To the Compostmeister at a collective house, the cycles of compost embody a new economics that focuses upon human needs and relationships.


Which Comes First, My Community or My Career?

Posted on September 7, 2011 by

Believing that the next phase in human evolution involves a return to the “local” and to community with neighbors, the author focuses his job search close to home, and includes any useful type of work.


Crowdfunding

Posted on September 7, 2011 by

A collective financial approach that allows individuals to pool their resources in support of favorite projects, crowdfunding both encourages and thrives upon community.


Remade in Edinburgh

Posted on September 7, 2011 by

In Brixton, South London, and Edinburgh, Scotland, right livelihood finds a home in innovative, resource-conserving, grassroots projects.


Work Less, Simplify More

Posted on September 7, 2011 by
1 Comment

By reducing our economic impact, we can shrink our ecological footprint, while freeing up time and energy to contribute to community and a more sustainable world.


Right Lively ‘Hood

Posted on September 7, 2011 by
1 Comment

Finding meaningful, socially and ecologically responsible work cannot be done in a vacuum. Right livelihood depends on networks of relationship.


A Communitarian Conundrum

Posted on June 7, 2011 by
1 Comment

Despite widespread desire for community, structural and cultural obstacles to intentional community in the modern world loom large.


Shared Living—When Home Is a Community

Posted on September 7, 2009 by
3 Comments

An ex-resident of Casa Caballeros reflects on the wealth she found in the realms of personal growth, shared resources, spontaneous celebration, and financial freedom even in economic downturns.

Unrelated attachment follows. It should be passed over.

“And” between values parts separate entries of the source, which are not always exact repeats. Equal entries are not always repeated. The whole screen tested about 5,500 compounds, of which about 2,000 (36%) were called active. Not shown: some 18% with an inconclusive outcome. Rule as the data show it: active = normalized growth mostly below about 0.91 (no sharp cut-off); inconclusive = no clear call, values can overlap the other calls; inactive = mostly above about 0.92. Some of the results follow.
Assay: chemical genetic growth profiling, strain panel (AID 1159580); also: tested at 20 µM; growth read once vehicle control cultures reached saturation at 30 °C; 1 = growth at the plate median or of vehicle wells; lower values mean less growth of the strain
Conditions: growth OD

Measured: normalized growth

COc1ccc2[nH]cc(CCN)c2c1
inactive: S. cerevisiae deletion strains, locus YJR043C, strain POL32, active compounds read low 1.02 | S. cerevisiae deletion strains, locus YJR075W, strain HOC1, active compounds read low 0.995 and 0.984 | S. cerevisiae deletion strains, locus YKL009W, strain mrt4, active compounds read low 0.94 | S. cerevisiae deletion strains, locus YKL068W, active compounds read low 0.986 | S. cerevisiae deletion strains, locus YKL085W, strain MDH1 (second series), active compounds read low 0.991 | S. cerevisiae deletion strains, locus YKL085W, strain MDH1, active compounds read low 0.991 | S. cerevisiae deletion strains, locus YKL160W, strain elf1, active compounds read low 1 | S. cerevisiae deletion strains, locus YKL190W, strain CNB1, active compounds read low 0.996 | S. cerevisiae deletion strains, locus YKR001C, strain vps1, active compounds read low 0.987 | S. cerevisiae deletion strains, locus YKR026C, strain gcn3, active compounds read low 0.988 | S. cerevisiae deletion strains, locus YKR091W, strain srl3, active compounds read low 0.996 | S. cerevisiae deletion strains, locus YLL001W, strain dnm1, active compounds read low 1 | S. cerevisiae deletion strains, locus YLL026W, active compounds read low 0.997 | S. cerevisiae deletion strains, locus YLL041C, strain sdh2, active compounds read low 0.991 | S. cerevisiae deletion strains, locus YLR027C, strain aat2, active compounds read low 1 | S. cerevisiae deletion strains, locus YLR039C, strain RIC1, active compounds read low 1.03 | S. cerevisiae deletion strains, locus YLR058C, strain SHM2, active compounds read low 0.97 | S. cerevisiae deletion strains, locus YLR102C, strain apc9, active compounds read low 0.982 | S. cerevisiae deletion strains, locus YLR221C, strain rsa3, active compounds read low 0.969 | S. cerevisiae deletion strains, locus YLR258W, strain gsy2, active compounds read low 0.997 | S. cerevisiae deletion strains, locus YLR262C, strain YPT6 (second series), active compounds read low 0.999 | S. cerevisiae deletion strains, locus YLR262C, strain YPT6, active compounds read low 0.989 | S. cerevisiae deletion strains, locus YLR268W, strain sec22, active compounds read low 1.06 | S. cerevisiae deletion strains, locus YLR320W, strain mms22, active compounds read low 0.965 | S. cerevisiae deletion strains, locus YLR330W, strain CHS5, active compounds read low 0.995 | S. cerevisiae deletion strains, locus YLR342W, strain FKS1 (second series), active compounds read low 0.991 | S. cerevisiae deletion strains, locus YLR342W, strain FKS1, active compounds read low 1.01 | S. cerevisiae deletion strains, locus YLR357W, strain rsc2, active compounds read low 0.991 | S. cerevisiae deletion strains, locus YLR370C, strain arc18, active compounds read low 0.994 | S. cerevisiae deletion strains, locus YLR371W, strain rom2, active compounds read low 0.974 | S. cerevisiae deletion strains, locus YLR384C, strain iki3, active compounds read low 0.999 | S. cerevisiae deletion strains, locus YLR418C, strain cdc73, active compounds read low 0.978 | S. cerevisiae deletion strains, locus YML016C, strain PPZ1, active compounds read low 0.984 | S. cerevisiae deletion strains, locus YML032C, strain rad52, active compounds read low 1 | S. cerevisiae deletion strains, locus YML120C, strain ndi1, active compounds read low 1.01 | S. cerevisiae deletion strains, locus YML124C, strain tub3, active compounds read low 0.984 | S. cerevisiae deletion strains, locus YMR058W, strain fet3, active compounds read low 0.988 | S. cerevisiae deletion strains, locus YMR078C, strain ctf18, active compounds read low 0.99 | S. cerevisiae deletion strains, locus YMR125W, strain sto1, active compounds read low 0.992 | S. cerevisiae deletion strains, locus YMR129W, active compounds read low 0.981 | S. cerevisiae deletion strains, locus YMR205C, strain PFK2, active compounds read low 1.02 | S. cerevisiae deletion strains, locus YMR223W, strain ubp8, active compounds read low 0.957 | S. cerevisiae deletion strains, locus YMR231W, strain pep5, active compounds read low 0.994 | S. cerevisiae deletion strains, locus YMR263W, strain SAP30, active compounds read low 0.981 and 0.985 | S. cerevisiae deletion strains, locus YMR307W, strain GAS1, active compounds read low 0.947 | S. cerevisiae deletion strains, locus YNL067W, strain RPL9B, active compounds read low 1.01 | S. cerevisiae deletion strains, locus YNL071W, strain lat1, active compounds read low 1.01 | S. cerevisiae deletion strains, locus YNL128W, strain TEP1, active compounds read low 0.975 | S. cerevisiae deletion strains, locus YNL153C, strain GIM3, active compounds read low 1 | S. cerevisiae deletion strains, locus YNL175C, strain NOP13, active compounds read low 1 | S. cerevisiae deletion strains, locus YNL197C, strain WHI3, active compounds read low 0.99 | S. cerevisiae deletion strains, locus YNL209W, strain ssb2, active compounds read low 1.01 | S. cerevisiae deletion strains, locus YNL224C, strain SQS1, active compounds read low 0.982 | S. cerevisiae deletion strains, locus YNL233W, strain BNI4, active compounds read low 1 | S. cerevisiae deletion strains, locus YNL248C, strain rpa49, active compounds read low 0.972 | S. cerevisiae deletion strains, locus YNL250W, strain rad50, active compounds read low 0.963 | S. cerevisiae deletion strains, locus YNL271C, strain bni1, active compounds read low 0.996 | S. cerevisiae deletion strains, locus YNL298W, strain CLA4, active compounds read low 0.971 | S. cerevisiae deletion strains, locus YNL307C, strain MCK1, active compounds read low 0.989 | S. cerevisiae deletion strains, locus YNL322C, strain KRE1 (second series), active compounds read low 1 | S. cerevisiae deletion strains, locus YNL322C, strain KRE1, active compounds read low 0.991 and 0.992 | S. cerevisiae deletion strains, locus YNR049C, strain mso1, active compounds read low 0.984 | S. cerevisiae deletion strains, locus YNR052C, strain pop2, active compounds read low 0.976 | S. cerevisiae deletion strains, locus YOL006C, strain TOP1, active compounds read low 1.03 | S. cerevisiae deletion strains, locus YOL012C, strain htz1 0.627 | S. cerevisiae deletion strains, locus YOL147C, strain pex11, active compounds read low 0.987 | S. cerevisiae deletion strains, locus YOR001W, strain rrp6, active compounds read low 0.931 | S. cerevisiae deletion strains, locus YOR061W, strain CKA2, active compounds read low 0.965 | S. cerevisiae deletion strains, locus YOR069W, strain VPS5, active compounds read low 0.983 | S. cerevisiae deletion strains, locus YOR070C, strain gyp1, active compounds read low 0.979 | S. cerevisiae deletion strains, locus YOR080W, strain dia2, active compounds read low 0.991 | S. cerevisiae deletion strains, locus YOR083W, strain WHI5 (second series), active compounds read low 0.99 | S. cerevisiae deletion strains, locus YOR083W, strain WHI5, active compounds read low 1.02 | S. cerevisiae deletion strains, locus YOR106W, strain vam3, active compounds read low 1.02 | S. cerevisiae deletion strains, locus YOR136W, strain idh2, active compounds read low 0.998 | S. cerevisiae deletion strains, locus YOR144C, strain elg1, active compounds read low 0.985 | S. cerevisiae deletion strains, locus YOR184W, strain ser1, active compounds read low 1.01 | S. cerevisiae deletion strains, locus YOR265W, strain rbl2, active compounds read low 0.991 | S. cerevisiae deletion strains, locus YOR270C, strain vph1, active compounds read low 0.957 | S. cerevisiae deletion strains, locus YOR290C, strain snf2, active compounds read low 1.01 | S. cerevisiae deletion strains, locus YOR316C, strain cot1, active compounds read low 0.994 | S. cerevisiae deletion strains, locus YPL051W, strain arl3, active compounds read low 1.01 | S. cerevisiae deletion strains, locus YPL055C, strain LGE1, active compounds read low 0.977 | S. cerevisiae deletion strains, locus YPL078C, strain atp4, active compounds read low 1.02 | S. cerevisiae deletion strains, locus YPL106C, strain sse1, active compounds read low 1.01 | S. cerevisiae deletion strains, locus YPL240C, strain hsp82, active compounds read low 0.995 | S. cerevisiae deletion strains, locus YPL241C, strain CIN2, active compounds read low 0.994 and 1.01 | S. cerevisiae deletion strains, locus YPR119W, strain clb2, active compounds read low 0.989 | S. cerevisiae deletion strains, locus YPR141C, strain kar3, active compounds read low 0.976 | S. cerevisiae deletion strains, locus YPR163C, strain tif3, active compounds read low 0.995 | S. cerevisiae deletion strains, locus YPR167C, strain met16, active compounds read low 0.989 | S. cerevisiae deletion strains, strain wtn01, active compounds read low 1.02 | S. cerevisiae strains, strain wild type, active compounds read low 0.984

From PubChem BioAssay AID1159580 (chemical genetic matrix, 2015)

Hard Times at Orinda

Posted on September 7, 2009 by
1 Comment

Watching their collective fortunes decline, the members of Orinda adopt a new spirit of frugality, find that they are living more sustainably, and discover true wealth in relationships with friends and family.


The Richness of Giving

Posted on December 7, 2008 by

Many traditional cultures around the world have an economy based not on buying and selling, but on giving, which fosters an intricate network of social connections.


Abundance and Scarcity in the Goodenough Community

Posted on December 7, 2008 by

A community confronts economic adversity by remaining constant in relationship, holding financial losses in common, and working together in fundraising, educational programs, and new projects.


Free to Serve

Posted on December 7, 2008 by

While in similar circumstances to his neighbors from Clan Super Size, our author replaces a desperate sense of scarcity and need for low-cost goods with feelings of hope and abundance.


Building a Business in Community

Posted on March 7, 2008 by

There wasn’t much chance that her lifelong dream of owning a bookstore would come true in her rural Missouri community. So Alline Anderson set off down the exciting and terrifying path of launching the Milkweed Mercantile–creating jobs, providing a market for community products, and offering a warm place for visitors to put up their feet.